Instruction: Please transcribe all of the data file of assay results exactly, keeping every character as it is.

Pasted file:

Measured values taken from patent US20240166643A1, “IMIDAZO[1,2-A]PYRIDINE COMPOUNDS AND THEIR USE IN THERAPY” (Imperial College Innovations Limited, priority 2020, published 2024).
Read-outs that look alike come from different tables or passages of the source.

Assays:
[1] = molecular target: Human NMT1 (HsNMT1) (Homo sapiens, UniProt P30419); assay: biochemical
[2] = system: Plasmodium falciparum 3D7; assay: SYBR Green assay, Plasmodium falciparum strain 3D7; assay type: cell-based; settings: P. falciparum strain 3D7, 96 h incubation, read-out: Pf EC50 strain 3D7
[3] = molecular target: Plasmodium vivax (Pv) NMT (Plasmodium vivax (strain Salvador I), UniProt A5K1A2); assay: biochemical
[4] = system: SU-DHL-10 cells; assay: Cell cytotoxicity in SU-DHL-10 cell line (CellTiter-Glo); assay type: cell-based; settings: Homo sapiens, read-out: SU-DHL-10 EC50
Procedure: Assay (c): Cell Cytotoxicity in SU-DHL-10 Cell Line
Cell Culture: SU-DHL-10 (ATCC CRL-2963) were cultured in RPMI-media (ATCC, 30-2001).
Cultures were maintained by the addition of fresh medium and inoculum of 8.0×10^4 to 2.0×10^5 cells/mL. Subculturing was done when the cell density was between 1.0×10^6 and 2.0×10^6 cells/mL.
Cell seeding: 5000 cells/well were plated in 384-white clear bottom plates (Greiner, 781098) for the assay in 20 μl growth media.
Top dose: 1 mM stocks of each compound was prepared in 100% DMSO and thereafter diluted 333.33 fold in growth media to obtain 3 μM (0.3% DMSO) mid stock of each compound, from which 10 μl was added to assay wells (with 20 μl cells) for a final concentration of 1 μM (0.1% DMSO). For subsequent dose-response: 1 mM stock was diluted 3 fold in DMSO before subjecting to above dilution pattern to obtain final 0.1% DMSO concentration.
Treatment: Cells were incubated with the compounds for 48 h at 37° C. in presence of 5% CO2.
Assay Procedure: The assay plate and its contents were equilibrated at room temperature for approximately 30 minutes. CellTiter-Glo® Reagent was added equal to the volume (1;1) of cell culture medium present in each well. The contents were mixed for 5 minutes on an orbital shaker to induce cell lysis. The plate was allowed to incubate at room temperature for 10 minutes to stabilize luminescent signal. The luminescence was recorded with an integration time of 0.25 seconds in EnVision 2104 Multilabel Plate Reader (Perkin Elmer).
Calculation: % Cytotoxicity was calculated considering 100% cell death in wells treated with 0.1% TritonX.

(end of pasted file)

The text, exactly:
Measured values taken from patent US20240166643A1, “IMIDAZO[1,2-A]PYRIDINE COMPOUNDS AND THEIR USE IN THERAPY” (Imperial College Innovations Limited, priority 2020, published 2024).
Read-outs that look alike come from different tables or passages of the source.

Assays:
[1] = molecular target: Human NMT1 (HsNMT1) (Homo sapiens, UniProt P30419); assay: biochemical
[2] = system: Plasmodium falciparum 3D7; assay: SYBR Green assay, Plasmodium falciparum strain 3D7; assay type: cell-based; settings: P. falciparum strain 3D7, 96 h incubation, read-out: Pf EC50 strain 3D7
[3] = molecular target: Plasmodium vivax (Pv) NMT (Plasmodium vivax (strain Salvador I), UniProt A5K1A2); assay: biochemical
[4] = system: SU-DHL-10 cells; assay: Cell cytotoxicity in SU-DHL-10 cell line (CellTiter-Glo); assay type: cell-based; settings: Homo sapiens, read-out: SU-DHL-10 EC50
Procedure: Assay (c): Cell Cytotoxicity in SU-DHL-10 Cell Line
Cell Culture: SU-DHL-10 (ATCC CRL-2963) were cultured in RPMI-media (ATCC, 30-2001).
Cultures were maintained by the addition of fresh medium and inoculum of 8.0×10^4 to 2.0×10^5 cells/mL. Subculturing was done when the cell density was between 1.0×10^6 and 2.0×10^6 cells/mL.
Cell seeding: 5000 cells/well were plated in 384-white clear bottom plates (Greiner, 781098) for the assay in 20 μl growth media.
Top dose: 1 mM stocks of each compound was prepared in 100% DMSO and thereafter diluted 333.33 fold in growth media to obtain 3 μM (0.3% DMSO) mid stock of each compound, from which 10 μl was added to assay wells (with 20 μl cells) for a final concentration of 1 μM (0.1% DMSO). For subsequent dose-response: 1 mM stock was diluted 3 fold in DMSO before subjecting to above dilution pattern to obtain final 0.1% DMSO concentration.
Treatment: Cells were incubated with the compounds for 48 h at 37° C. in presence of 5% CO2.
Assay Procedure: The assay plate and its contents were equilibrated at room temperature for approximately 30 minutes. CellTiter-Glo® Reagent was added equal to the volume (1;1) of cell culture medium present in each well. The contents were mixed for 5 minutes on an orbital shaker to induce cell lysis. The plate was allowed to incubate at room temperature for 10 minutes to stabilize luminescent signal. The luminescence was recorded with an integration time of 0.25 seconds in EnVision 2104 Multilabel Plate Reader (Perkin Elmer).
Calculation: % Cytotoxicity was calculated considering 100% cell death in wells treated with 0.1% TritonX.